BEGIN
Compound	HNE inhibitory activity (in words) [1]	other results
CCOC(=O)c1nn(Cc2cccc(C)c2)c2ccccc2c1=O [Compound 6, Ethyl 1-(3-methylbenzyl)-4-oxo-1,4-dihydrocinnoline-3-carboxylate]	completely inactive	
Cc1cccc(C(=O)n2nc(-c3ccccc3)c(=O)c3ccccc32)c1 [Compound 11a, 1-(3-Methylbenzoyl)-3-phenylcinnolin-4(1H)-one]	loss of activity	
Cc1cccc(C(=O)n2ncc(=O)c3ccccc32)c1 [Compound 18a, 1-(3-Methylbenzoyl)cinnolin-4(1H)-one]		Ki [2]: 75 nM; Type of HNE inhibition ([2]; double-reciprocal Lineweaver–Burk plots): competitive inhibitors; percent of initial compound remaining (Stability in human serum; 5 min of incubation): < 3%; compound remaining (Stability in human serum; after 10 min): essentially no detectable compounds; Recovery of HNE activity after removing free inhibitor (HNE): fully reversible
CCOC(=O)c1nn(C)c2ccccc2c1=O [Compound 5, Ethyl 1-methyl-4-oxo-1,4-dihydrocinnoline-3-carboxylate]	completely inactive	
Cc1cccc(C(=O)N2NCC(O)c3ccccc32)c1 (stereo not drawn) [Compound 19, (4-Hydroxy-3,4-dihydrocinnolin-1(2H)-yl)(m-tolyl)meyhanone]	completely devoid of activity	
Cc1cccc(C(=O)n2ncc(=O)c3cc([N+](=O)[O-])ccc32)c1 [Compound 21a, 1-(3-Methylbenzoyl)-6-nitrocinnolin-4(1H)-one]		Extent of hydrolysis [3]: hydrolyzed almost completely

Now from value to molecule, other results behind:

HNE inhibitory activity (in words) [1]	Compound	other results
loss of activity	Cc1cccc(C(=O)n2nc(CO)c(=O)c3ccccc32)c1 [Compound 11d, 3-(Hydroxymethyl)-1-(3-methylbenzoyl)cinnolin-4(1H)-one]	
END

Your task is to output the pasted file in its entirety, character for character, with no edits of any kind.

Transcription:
Compound	HNE inhibitory activity (in words) [1]	other results
CCOC(=O)c1nn(Cc2cccc(C)c2)c2ccccc2c1=O [Compound 6, Ethyl 1-(3-methylbenzyl)-4-oxo-1,4-dihydrocinnoline-3-carboxylate]	completely inactive	
Cc1cccc(C(=O)n2nc(-c3ccccc3)c(=O)c3ccccc32)c1 [Compound 11a, 1-(3-Methylbenzoyl)-3-phenylcinnolin-4(1H)-one]	loss of activity	
Cc1cccc(C(=O)n2ncc(=O)c3ccccc32)c1 [Compound 18a, 1-(3-Methylbenzoyl)cinnolin-4(1H)-one]		Ki [2]: 75 nM; Type of HNE inhibition ([2]; double-reciprocal Lineweaver–Burk plots): competitive inhibitors; percent of initial compound remaining (Stability in human serum; 5 min of incubation): < 3%; compound remaining (Stability in human serum; after 10 min): essentially no detectable compounds; Recovery of HNE activity after removing free inhibitor (HNE): fully reversible
CCOC(=O)c1nn(C)c2ccccc2c1=O [Compound 5, Ethyl 1-methyl-4-oxo-1,4-dihydrocinnoline-3-carboxylate]	completely inactive	
Cc1cccc(C(=O)N2NCC(O)c3ccccc32)c1 (stereo not drawn) [Compound 19, (4-Hydroxy-3,4-dihydrocinnolin-1(2H)-yl)(m-tolyl)meyhanone]	completely devoid of activity	
Cc1cccc(C(=O)n2ncc(=O)c3cc([N+](=O)[O-])ccc32)c1 [Compound 21a, 1-(3-Methylbenzoyl)-6-nitrocinnolin-4(1H)-one]		Extent of hydrolysis [3]: hydrolyzed almost completely

Now from value to molecule, other results behind:

HNE inhibitory activity (in words) [1]	Compound	other results
loss of activity	Cc1cccc(C(=O)n2nc(CO)c(=O)c3ccccc32)c1 [Compound 11d, 3-(Hydroxymethyl)-1-(3-methylbenzoyl)cinnolin-4(1H)-one]	